I opted for the conversion cylinder model of the Wasp, which comes with an extra .22 LR cylinder. Of course, .22 is basically a precious commodity at this point, but the extra cylinder still makes for a handy way to practice with cheap(er) ammo. If you don't buy the gun with the conversion cylinder, you can get one for your gun afterwards, but it requires a trip to NAA to time the cylinder.


Some of NAA's other revolvers feature fancy swing-out cylinders or top break actions, but the Wasp uses the same pin-and-cylinder assembly as my old .22 model. You pull the cylinder pin out of the gun from the front, knock the cylinder out, and manually extract the fired rounds with the pin. It's laborious and slow, and usually not something that can be done in the middle of a fight.


A Word on Ballistics

.22 Magnum out of a gun this size is better than harsh language, but it's an order of magnitude weaker than a round from a full-size service pistol. The NAA website lists the CCI 40 grain Maxi-Mag JHP at a velocity of about 850 fps. That's about 60 foot-pounds of muzzle energy, roughly as powerful as a typical .25 ACP.

To put this in perspective, all five rounds from a NAA .22 Magnum have less muzzle energy than a single round of standard pressure 9mm. Needless to say, don't carry a .22 Magnum unless you can't carry anything else.

Sights and Trigger

The Wasp features a gold bead front sight that I actually prefer to the wide blade used in other NAA models. Factor in the vent rib barrel, and the Wasp looks a lot like the world's tiniest shotgun. It's relatively easy to get a decent sight picture with the gun, considering its size.

The trigger is the same small single-action spur trigger found on other NAA models. It breaks cleanly, but you'll likely be "pulling" it with whatever part of your index finger will fit on the gun.

Range Report

I discovered that the slightly longer 1-5/8" barrel of my Magnum offered better accuracy compared to the 1-1/8" barrel of my older mini-revolver, while sacrificing almost nothing in concealability. Here are some shooting results:

Federal Bulk High-Velocity .22 LR (10 rounds each, 5 yards) - At five yards, and with bulk .22, the NAA shoots groups that are smaller than the gun.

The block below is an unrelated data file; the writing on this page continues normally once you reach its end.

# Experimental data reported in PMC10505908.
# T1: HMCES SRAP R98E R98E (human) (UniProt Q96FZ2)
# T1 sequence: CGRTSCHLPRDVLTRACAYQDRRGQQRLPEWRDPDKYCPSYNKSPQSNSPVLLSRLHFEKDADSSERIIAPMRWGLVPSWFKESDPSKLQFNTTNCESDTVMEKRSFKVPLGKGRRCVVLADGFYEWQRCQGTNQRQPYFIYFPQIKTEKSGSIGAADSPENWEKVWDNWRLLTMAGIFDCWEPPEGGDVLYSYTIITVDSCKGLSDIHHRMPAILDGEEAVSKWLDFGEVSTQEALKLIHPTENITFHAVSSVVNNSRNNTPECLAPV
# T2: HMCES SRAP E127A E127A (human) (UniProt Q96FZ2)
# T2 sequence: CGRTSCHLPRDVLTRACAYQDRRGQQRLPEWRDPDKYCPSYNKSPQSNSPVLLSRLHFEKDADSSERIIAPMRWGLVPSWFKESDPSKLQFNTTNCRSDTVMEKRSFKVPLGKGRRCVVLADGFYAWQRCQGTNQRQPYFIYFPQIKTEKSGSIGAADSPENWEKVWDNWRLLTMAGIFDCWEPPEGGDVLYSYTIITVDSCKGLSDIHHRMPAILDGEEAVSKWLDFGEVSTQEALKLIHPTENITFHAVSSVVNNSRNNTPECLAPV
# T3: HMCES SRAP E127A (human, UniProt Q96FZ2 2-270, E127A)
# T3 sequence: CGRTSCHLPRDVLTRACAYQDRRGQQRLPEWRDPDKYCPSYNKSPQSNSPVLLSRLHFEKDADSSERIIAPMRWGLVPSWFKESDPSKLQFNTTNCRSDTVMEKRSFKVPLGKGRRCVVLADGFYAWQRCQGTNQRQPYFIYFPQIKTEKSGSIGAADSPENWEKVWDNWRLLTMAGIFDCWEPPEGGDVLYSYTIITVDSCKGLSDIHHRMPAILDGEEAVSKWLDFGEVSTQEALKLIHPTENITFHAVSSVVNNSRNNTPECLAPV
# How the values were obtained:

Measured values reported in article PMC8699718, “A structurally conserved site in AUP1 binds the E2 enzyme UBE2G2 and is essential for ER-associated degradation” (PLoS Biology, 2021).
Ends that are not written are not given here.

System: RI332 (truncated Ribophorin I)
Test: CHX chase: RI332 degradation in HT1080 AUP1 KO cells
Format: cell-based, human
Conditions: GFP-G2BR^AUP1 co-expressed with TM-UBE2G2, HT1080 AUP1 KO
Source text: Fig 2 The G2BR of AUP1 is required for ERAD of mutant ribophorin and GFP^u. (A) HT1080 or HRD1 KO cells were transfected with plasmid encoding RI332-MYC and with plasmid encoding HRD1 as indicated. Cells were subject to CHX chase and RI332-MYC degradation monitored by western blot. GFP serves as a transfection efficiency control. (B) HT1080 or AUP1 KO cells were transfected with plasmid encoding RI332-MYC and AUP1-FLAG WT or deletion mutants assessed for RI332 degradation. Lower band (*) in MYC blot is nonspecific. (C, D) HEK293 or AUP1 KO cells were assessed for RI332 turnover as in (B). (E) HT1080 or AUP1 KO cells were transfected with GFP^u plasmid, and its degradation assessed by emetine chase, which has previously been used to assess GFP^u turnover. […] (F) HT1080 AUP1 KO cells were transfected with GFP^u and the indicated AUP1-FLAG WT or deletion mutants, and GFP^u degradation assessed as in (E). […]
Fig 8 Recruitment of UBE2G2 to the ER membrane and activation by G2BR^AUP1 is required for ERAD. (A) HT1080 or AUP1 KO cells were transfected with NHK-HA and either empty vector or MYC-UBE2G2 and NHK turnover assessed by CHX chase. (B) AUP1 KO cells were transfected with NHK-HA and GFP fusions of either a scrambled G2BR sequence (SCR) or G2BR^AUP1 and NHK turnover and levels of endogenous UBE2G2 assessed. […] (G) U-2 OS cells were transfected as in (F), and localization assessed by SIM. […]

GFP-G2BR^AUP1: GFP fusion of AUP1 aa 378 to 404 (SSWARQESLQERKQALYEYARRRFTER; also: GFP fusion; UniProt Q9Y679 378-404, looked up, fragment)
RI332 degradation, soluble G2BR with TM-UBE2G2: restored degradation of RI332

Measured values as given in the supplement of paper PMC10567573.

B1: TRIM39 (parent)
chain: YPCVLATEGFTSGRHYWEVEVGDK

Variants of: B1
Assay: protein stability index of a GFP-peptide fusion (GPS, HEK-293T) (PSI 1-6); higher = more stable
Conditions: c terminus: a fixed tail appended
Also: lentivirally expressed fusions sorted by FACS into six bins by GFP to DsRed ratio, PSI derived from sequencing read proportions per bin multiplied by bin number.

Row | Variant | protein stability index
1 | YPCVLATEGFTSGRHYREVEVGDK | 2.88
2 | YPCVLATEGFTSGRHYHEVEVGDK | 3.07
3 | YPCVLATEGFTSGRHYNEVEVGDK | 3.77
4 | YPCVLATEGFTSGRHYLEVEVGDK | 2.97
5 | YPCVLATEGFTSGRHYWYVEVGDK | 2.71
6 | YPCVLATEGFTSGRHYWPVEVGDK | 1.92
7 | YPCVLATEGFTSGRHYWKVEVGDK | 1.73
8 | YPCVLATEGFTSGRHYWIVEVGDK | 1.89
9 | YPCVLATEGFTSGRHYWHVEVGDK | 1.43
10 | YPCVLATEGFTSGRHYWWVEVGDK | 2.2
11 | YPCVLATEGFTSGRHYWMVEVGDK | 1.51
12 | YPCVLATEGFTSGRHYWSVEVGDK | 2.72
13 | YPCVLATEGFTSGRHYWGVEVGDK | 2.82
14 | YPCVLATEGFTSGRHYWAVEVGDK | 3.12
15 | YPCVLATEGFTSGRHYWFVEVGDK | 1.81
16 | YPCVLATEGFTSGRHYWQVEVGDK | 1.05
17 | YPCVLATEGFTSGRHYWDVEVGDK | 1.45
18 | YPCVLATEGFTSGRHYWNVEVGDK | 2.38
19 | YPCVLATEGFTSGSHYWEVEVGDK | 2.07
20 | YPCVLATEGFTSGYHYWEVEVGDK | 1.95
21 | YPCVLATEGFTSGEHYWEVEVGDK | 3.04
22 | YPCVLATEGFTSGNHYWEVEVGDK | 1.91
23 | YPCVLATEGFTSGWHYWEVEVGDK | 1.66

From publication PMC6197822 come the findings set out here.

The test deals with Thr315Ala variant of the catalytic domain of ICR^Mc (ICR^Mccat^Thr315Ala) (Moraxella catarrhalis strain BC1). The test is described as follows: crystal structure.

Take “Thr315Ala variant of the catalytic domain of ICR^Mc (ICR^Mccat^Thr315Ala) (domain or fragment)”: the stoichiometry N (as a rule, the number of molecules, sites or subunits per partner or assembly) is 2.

CCI .22 Magnum 40 gr. Maxi-Mag (10 rounds each at 5, 7, and 10 yards) - The CCI Max-Mags were the only .22 WMR ammo I could find. They performed fairly well, but 10 yards starts to push the gun's limits.






Conclusion

The NAA Wasp, even with a (relatively) long barrel and a (relatively) harder-hitting caliber, is still, in essence, a mousegun that serves very specific niches, either as a deep-concealment carry or a backup. This would not be my first, second, or twentieth choice to bring to a gunfight. However, if someone really intends to inflict death or serious bodily injury on you, I still think it's better than pepper spray.

Wednesday, December 24, 2014

TV: Thoughts from the holiday television season...

UNICEF is asking for 15 bucks a month to feed hungry Third World kids, the ASPCA is asking for 18 bucks a month to feed hungry American dogs. Just sayin'...

Jim Henson's Creature Shop Challenge is like Project Runway crossed with "The Dark Crystal" - a gaggle of very talented puppetmakers create mechanized aliens and monsters, all for a shot at working for the Jim Henson Company. Syfy needs more of this and less WWE.

When I was a kid, I didn't notice the sheer number of coincidences necessary to make the plots in the "Home Alone" movies even remotely plausible. Just in the first movie, there's a lost plane ticket, a case of mistaken identity, and a multi-day phone outage.

I know the Midnight Mass with the Pope is an annual tradition, but it's honestly not all that thrilling to watch. St. Peter's Basilica looks absolutely enormous on TV though.